Spears surprises 3rd-5th graders with $1,500 scholarships at business competition

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MEE competition

Laura Ohlstrom, a professor of economics at Oklahoma State, announced Tuesday that the third through fifth grade students who attended the annual Meaningful Economics and Entrepreneurship Competition would receive $1,500 scholarships if they went on to attend the Spears School of Business at OSU.

Oklahoma State University’s Spears School of Business surprised a room full of third through fifth grades with $1,500 scholarships at its annual business competition Tuesday.

Tuesday morning, over one hundred third, fourth and fifth graders filed into the Student Union from the surrounding Stillwater area. Several schools had sent their students to participate in the Meaningful Economics and Entrepreneurship Competition (MEE), where the students would find out they had each received considerable scholarships by attending.

The event was put on by the Oklahoma Council of Economic Education, a non-profit organization dedicated to promoting financial literacy and economic education in Oklahoma. Spears hosts the competition annually.

The students were put in groups of 3 or 4, with an older volunteer overseeing two or more groups, and were then tasked with various challenges and assignments.

First, students had to create as many thank you cards as possible while following specific instructions. This was designed to help them understand the concept of quality over quantity. Second, they had a short written test, which covered subjects of basic economics and personal finance. Finally, the students formed their own business proposal, even creating a poster and commercial for their product.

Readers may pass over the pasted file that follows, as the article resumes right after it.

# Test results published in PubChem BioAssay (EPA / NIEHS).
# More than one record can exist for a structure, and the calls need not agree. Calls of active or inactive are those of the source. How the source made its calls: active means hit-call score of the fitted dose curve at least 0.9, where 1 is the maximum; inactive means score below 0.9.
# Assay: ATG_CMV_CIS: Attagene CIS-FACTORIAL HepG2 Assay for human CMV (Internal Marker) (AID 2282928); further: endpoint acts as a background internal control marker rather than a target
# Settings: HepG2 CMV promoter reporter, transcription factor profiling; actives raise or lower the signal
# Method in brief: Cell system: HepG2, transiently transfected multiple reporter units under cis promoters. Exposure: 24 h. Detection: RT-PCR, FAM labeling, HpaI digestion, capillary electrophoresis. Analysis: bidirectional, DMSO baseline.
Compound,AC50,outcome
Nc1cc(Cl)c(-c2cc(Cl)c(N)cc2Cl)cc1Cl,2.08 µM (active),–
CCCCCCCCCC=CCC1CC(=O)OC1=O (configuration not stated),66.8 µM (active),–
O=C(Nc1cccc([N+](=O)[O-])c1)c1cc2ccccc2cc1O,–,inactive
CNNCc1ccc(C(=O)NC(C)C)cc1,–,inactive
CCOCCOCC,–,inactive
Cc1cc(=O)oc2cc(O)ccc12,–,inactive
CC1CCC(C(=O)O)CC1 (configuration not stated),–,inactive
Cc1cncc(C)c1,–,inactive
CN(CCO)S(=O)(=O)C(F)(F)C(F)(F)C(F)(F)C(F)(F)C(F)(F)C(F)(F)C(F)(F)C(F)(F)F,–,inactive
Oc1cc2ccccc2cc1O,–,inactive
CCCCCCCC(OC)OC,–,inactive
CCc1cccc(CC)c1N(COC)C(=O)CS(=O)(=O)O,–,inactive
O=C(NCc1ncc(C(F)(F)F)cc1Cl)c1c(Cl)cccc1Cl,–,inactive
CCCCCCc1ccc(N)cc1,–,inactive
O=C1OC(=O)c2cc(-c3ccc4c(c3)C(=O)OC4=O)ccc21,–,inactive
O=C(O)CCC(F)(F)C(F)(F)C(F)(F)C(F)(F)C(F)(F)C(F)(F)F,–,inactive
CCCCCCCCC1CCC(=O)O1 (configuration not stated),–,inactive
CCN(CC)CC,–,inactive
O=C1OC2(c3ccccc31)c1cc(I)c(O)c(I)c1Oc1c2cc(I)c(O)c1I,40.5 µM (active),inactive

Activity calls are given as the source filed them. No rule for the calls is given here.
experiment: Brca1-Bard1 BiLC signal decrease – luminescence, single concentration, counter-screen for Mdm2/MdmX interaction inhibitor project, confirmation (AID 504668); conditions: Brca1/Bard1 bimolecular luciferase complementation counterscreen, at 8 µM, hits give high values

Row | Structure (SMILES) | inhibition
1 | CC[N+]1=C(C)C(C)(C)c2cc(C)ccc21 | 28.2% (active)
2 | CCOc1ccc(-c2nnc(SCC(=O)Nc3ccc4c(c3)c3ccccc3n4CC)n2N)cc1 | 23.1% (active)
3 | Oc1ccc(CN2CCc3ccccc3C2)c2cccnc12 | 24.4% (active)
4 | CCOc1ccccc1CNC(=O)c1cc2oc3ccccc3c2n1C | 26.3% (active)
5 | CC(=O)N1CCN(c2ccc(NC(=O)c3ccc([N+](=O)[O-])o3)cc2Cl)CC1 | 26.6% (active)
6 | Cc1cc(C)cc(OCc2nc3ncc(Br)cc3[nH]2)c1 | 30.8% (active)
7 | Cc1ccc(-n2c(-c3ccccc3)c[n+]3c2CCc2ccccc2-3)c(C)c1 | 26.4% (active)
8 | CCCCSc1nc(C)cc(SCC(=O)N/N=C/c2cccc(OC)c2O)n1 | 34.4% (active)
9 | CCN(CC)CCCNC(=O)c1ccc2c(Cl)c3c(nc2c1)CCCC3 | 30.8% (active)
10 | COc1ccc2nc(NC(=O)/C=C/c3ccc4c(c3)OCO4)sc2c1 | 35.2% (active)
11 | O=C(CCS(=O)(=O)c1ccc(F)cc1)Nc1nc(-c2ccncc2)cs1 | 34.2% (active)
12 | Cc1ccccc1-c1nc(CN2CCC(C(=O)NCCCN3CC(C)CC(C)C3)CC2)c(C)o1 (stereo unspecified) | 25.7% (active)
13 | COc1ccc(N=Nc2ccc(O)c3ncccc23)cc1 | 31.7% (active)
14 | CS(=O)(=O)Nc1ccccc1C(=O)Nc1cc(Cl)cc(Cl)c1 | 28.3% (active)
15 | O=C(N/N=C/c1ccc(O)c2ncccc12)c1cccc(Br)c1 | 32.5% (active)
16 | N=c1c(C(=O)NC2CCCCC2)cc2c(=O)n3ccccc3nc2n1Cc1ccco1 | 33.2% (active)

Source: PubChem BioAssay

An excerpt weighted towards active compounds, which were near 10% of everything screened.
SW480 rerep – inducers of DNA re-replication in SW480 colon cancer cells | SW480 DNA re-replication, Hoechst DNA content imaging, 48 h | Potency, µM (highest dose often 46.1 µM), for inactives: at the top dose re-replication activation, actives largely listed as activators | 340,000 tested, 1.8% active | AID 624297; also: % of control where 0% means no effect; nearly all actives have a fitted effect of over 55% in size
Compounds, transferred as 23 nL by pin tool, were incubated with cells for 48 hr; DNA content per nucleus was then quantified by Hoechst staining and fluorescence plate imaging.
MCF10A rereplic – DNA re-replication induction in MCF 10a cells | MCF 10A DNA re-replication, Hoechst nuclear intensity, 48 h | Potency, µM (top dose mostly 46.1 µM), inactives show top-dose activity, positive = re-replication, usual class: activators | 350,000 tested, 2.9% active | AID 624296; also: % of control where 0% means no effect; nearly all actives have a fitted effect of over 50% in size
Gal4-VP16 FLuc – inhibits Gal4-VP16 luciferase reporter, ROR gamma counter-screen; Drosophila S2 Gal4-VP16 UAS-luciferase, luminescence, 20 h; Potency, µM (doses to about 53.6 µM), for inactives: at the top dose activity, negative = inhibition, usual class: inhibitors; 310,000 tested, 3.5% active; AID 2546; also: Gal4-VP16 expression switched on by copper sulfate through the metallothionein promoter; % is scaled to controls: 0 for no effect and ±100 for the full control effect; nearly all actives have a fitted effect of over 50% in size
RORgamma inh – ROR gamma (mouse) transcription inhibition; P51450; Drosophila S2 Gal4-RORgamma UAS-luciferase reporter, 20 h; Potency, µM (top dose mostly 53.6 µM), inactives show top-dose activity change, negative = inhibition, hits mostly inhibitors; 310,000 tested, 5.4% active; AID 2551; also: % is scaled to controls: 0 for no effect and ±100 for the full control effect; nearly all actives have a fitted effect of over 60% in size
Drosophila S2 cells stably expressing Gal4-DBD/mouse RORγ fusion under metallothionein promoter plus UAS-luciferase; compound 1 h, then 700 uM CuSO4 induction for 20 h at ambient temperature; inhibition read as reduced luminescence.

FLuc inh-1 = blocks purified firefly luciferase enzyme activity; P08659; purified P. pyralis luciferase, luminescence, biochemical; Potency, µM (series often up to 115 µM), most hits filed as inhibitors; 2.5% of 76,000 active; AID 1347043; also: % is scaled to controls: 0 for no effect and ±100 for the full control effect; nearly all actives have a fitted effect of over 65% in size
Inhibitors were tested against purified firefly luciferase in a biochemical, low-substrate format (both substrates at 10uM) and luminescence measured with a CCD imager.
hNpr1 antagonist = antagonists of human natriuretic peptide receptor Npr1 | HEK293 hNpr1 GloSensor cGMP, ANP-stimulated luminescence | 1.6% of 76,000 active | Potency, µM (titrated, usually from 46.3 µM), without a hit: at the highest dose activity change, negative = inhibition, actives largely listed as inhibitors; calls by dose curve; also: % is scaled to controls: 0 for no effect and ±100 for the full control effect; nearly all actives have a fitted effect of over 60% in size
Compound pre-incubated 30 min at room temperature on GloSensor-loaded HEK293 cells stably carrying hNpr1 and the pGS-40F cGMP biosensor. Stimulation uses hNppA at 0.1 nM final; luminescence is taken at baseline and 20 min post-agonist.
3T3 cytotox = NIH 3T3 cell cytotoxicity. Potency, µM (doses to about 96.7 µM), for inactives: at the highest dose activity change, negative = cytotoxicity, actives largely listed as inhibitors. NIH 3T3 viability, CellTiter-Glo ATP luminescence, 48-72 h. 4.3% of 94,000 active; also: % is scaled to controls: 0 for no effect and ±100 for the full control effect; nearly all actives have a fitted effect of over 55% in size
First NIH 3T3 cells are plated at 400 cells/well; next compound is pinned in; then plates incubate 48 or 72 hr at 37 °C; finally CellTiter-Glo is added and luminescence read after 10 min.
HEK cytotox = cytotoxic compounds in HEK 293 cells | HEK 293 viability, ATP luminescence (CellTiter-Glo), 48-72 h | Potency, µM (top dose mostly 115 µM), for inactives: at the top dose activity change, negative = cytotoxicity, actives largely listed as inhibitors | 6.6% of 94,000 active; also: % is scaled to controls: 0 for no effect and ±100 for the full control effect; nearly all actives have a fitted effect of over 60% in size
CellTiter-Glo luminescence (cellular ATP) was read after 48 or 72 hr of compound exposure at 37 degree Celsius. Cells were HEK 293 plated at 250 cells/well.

Those in charge of the event said knowledge of personal finance and economics increases by 17 percent for kids who attend the MEE competitions.

The big surprise of Tuesday’s event occured when Laura Ohlstrom, a professor of economics at OSU, got on stage to announce that every single student in the room who would go on to attend the Spears School of Business at Oklahoma State University would receive a $1,500 scholarship. The applause suddenly became thunderous.

Amy Lee, the director at the Oklahoma Council of Economic Education, said the purpose of the scholarship is about more than just the money itself.

“What it’s really saying to students is, ‘Hey, you can do this,'" Lee said. "'We want you to be a college student; you are welcome here. This is absolutely something you can do.’”